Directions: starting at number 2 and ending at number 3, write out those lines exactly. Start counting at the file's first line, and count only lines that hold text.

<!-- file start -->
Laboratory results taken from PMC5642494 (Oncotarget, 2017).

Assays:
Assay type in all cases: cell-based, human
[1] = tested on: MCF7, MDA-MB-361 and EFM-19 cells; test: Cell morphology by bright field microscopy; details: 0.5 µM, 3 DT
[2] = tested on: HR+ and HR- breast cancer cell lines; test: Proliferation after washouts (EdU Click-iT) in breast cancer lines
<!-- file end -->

Assays:
Assay type in all cases: cell-based, human